The earliest forms of art had made it’s mark in history for being an influential and unique representation of various cultures and religions as well as playing a fundamental role in society. However, with the new era of postmodernism, art slowly deviated away from both the religious context it was originally created in, and apart from serving as a ritual function. Walter Benjamin, a German literary critic and philosopher during the 1900’s, strongly believed that the mass production of pieces has freed art from the boundaries of tradition, “For the first time in world history, mechanical reproduction emancipates the work of art from its parasitical dependance on ritual” (Benjamin 1992). This particular excerpt has a direct correlation with the work of Andy Warhol, specifically “Silver Liz as Cleopatra.” Andy Warhol’s rendition of Elizabeth Taylor are prime examples of the shift in art history that Benjamin refers to as the value of this particular piece is based upon its mass production, and appropriation of iconic images and people.
“Silver Liz as Cleopatra” is a piece completed by Warhol in 1963 and is currently on display at the Art Gallery of Ontario in Toronto. This specific painting portrays actress Elizabeth Taylor as the lead role of Cleopatra, the highest grossing film of 1963. Silver paint, and silkscreen ink and pencil on linen were all used in union to achieve the final result. Here the recurring images of the queen of the silver screen resemble a strip of film or a number of inexpensive and quick snap shots from a photo booth. The representation of Hollywood stars in his works were not an uncommon subject for Warhol as he was infatuated with the world of celebrities. His ability to utilize the methods and techniques of advertising art in conjunction with silkscreening and lively vibrant colour created a style that was instantly identifiable and utterly unique. In regards to Benjamin, Warhol’s interpretation of Elizabeth Taylor is a clear example of the break away from traditional roots of where and why art was created.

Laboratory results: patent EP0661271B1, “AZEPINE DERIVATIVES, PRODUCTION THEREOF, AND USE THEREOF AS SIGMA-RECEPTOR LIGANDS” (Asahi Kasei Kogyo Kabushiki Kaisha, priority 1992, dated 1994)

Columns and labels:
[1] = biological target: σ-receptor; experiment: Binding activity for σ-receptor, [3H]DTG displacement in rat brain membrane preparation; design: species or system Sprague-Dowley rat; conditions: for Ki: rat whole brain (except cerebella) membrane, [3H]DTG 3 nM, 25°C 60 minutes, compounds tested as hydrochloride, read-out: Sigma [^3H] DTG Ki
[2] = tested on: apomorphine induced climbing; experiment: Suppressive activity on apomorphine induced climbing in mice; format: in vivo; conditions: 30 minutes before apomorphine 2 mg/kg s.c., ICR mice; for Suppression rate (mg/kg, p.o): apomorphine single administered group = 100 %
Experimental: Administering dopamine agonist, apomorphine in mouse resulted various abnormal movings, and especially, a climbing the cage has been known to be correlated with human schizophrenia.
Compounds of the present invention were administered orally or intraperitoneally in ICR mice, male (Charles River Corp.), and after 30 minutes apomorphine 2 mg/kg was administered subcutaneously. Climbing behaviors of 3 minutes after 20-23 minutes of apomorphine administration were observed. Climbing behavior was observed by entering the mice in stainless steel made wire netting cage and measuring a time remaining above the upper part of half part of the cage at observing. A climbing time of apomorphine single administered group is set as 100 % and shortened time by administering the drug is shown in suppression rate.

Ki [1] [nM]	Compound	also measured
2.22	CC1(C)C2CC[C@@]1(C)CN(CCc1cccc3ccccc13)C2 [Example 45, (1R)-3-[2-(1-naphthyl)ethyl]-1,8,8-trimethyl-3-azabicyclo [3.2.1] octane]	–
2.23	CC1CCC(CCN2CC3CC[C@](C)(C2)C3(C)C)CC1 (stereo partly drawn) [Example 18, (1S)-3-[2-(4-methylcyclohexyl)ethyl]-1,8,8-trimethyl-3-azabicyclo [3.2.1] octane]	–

In Walter Benjamin’s disquisition, Benjamin essentially foresees mechanical reproduction being the result of emancipating what art was originally intended for. Mass production had a large and forever altering impact on the authentic nature of art. The illusion of art being rare and not attainable to every member in a society was generated in order to maintain an image of value in the commodity system. Isabelle Graw in her 2009 publication “High Price: Art Between the Market and Celebrity Culture” further establishes the explicit role the economy plays in art.
Benjamin expounds the idea of an object’s value being directly linked to the authenticity and accessibility to society. Things such as historical importance, societal views, and cultural identification all serve to determine a work’s value. Benjamin...